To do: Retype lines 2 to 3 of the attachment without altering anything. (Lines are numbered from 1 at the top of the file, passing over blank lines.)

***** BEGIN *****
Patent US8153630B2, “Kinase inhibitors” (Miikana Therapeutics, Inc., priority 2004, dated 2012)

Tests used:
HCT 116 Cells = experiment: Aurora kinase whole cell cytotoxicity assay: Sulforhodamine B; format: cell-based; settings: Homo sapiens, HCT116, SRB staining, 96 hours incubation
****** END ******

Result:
Tests used:
HCT 116 Cells = experiment: Aurora kinase whole cell cytotoxicity assay: Sulforhodamine B; format: cell-based; settings: Homo sapiens, HCT116, SRB staining, 96 hours incubation